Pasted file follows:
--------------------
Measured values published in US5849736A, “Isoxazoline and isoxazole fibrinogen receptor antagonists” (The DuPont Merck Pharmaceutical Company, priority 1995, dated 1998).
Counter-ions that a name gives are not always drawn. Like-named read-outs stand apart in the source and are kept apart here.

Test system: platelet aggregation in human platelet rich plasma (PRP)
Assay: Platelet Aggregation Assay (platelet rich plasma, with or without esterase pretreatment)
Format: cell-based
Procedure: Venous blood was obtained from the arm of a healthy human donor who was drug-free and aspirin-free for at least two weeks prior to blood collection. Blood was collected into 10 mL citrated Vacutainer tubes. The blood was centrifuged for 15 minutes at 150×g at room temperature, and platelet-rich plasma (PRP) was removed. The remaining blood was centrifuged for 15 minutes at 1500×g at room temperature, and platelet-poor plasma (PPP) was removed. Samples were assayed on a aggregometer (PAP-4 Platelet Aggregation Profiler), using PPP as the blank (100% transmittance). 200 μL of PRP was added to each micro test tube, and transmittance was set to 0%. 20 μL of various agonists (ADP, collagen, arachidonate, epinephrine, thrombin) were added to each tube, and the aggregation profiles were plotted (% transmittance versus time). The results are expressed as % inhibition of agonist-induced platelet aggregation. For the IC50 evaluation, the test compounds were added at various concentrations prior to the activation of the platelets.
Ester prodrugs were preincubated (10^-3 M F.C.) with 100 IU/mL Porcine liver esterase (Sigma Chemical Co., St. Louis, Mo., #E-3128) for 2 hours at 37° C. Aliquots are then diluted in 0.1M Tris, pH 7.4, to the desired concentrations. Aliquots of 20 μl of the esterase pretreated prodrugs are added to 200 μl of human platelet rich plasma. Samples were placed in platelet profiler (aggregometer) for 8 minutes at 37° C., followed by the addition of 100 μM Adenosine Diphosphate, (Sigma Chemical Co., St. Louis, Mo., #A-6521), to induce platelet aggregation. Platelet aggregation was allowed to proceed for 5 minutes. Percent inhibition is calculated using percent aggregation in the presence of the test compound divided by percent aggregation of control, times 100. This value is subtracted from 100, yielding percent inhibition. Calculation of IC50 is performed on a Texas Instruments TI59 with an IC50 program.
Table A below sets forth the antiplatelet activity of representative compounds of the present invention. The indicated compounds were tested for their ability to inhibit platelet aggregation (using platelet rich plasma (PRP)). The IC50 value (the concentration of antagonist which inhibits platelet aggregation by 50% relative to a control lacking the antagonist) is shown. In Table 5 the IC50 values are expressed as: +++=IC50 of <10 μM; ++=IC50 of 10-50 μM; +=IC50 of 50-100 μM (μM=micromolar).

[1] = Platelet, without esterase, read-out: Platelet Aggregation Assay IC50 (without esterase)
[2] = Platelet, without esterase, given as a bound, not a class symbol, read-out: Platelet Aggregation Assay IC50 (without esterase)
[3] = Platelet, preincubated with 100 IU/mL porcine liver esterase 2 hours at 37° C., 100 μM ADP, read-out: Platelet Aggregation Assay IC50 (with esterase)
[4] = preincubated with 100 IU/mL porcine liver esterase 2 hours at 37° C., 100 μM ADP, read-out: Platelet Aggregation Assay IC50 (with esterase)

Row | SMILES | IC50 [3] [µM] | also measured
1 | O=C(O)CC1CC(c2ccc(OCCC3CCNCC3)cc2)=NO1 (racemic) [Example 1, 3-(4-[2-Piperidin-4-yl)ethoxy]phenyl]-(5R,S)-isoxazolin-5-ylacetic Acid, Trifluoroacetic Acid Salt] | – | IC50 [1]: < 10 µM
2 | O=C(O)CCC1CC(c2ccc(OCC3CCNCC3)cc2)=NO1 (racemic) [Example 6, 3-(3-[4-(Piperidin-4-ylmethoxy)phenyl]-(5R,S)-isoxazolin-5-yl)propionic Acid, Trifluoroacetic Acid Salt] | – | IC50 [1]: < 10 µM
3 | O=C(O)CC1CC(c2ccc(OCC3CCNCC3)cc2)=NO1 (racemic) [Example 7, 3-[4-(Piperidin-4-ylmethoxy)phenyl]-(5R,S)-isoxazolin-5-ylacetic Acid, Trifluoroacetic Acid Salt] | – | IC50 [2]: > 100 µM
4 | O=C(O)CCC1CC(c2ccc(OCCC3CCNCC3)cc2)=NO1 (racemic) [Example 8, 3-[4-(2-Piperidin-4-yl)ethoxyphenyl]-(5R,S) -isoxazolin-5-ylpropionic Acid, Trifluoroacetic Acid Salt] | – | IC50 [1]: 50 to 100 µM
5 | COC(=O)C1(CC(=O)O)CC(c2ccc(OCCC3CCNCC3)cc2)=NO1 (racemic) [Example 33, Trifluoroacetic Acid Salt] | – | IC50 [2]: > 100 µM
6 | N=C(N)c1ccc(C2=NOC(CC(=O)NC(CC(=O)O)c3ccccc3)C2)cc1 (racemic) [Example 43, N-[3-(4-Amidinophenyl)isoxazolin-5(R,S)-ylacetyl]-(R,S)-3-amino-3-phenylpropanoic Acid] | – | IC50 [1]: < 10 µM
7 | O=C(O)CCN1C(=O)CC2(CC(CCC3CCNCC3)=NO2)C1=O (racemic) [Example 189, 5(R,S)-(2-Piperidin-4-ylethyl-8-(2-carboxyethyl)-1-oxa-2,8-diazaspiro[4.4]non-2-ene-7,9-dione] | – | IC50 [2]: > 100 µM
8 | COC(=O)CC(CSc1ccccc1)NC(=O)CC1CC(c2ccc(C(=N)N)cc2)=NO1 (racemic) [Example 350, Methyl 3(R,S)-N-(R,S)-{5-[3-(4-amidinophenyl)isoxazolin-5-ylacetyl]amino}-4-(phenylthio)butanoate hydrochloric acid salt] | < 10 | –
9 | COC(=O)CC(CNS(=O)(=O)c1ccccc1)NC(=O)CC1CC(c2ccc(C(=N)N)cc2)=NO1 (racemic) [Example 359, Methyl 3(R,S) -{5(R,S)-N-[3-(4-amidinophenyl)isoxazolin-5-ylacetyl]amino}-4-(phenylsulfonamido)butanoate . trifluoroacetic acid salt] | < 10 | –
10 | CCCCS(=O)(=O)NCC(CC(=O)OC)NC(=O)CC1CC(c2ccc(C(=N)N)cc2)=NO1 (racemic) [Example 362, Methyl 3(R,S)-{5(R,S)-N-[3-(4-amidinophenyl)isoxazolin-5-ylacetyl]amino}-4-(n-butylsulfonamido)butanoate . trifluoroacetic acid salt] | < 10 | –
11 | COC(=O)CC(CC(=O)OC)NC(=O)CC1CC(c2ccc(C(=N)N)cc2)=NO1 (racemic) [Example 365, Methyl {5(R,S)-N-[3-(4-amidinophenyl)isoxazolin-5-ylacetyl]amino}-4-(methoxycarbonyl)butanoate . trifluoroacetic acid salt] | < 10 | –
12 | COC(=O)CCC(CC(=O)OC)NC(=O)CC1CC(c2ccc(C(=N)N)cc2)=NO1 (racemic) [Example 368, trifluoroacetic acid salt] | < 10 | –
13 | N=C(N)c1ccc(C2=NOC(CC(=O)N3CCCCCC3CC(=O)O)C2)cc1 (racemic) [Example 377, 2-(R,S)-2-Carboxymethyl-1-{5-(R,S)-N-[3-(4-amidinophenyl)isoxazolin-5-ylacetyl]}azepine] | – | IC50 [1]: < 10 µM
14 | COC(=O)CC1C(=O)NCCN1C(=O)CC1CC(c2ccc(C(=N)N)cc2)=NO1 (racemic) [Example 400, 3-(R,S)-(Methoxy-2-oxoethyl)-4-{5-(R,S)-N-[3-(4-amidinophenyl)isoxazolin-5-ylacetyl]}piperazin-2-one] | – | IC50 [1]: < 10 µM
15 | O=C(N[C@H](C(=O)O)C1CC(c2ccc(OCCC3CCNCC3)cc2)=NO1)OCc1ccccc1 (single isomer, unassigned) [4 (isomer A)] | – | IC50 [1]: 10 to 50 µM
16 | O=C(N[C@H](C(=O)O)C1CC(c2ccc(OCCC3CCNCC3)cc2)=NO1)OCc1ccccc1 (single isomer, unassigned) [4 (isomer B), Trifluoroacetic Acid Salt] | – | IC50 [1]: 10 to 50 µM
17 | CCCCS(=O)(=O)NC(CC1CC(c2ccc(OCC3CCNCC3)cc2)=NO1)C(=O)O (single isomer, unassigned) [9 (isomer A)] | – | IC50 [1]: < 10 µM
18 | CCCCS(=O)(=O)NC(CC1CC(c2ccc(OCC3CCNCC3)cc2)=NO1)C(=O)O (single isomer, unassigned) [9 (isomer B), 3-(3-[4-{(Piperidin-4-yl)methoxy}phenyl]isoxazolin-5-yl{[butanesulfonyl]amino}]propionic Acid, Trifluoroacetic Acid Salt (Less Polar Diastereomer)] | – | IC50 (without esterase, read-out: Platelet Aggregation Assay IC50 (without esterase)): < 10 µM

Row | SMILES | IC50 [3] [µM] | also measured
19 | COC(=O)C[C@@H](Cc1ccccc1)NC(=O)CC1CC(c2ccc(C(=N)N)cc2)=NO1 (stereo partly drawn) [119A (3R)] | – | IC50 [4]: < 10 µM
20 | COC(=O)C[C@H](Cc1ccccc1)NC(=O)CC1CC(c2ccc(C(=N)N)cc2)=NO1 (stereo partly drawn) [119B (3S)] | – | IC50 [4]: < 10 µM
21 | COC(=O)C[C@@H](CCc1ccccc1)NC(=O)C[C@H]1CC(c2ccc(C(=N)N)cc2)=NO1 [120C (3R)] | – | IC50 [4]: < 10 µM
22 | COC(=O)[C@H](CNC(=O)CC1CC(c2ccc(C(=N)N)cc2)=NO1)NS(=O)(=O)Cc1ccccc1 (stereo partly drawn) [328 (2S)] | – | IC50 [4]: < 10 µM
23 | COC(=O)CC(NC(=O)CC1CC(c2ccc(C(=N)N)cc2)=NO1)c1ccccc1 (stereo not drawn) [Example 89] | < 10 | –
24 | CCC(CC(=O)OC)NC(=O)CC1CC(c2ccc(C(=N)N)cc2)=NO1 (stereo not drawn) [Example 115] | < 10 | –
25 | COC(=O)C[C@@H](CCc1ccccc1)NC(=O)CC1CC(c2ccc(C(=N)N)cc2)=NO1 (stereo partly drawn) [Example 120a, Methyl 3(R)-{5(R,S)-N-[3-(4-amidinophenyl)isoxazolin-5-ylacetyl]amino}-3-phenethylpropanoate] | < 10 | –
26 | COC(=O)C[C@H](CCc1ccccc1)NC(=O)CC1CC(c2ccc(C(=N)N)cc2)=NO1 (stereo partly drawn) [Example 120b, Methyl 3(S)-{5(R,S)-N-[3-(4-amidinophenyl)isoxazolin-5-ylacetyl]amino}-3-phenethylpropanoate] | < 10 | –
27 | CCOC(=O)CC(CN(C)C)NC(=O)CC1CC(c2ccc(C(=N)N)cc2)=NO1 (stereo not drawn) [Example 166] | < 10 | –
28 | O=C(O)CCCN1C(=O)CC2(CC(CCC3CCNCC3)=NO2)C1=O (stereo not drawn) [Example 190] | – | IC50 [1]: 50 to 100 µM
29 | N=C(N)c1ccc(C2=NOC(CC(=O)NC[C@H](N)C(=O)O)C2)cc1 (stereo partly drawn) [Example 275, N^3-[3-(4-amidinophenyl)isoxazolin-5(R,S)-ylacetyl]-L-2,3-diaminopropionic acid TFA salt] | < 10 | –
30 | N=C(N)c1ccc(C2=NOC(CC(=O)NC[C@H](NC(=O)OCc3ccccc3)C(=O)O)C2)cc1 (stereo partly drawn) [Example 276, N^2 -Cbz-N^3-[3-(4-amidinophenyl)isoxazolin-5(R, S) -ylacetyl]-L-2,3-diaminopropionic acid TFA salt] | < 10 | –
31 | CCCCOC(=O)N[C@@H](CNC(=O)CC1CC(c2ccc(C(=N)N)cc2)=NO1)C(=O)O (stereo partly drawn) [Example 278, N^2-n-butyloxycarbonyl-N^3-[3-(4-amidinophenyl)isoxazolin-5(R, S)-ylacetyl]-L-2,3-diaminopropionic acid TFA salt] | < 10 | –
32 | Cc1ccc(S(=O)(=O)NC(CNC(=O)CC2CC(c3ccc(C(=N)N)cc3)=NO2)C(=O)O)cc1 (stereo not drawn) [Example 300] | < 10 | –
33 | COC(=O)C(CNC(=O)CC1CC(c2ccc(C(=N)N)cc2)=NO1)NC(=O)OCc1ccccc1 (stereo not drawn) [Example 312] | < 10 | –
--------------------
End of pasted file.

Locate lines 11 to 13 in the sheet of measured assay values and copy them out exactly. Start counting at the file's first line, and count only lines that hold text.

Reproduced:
[3] = Platelet, preincubated with 100 IU/mL porcine liver esterase 2 hours at 37° C., 100 μM ADP, read-out: Platelet Aggregation Assay IC50 (with esterase)
[4] = preincubated with 100 IU/mL porcine liver esterase 2 hours at 37° C., 100 μM ADP, read-out: Platelet Aggregation Assay IC50 (with esterase)

Row | SMILES | IC50 [3] [µM] | also measured